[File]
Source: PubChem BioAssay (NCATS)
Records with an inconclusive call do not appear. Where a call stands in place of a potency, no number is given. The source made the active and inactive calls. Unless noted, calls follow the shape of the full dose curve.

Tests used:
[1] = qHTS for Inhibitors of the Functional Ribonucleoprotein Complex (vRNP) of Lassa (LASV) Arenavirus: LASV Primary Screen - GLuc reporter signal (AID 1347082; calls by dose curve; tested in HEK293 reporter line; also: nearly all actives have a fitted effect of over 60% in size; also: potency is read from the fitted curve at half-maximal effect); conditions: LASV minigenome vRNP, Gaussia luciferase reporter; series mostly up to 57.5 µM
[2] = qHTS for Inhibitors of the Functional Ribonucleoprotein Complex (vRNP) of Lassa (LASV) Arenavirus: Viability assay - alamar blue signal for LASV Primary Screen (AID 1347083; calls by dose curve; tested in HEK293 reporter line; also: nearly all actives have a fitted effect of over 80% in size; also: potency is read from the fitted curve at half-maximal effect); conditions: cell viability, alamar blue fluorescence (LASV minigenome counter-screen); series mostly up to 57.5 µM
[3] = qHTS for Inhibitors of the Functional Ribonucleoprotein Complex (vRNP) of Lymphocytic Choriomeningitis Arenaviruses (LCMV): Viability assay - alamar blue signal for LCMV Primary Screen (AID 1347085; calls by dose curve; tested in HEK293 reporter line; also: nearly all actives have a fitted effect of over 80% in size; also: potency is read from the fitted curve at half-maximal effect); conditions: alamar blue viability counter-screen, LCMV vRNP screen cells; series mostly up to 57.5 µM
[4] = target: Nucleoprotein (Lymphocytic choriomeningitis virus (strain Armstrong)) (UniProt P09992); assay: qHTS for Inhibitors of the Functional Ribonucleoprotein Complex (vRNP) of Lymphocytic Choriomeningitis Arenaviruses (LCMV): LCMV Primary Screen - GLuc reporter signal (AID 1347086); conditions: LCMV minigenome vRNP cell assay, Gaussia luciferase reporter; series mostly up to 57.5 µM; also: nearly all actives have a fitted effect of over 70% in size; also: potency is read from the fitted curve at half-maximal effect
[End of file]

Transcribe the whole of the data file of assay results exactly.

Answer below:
Source: PubChem BioAssay (NCATS)
Records with an inconclusive call do not appear. Where a call stands in place of a potency, no number is given. The source made the active and inactive calls. Unless noted, calls follow the shape of the full dose curve.

Tests used:
[1] = qHTS for Inhibitors of the Functional Ribonucleoprotein Complex (vRNP) of Lassa (LASV) Arenavirus: LASV Primary Screen - GLuc reporter signal (AID 1347082; calls by dose curve; tested in HEK293 reporter line; also: nearly all actives have a fitted effect of over 60% in size; also: potency is read from the fitted curve at half-maximal effect); conditions: LASV minigenome vRNP, Gaussia luciferase reporter; series mostly up to 57.5 µM
[2] = qHTS for Inhibitors of the Functional Ribonucleoprotein Complex (vRNP) of Lassa (LASV) Arenavirus: Viability assay - alamar blue signal for LASV Primary Screen (AID 1347083; calls by dose curve; tested in HEK293 reporter line; also: nearly all actives have a fitted effect of over 80% in size; also: potency is read from the fitted curve at half-maximal effect); conditions: cell viability, alamar blue fluorescence (LASV minigenome counter-screen); series mostly up to 57.5 µM
[3] = qHTS for Inhibitors of the Functional Ribonucleoprotein Complex (vRNP) of Lymphocytic Choriomeningitis Arenaviruses (LCMV): Viability assay - alamar blue signal for LCMV Primary Screen (AID 1347085; calls by dose curve; tested in HEK293 reporter line; also: nearly all actives have a fitted effect of over 80% in size; also: potency is read from the fitted curve at half-maximal effect); conditions: alamar blue viability counter-screen, LCMV vRNP screen cells; series mostly up to 57.5 µM
[4] = target: Nucleoprotein (Lymphocytic choriomeningitis virus (strain Armstrong)) (UniProt P09992); assay: qHTS for Inhibitors of the Functional Ribonucleoprotein Complex (vRNP) of Lymphocytic Choriomeningitis Arenaviruses (LCMV): LCMV Primary Screen - GLuc reporter signal (AID 1347086); conditions: LCMV minigenome vRNP cell assay, Gaussia luciferase reporter; series mostly up to 57.5 µM; also: nearly all actives have a fitted effect of over 70% in size; also: potency is read from the fitted curve at half-maximal effect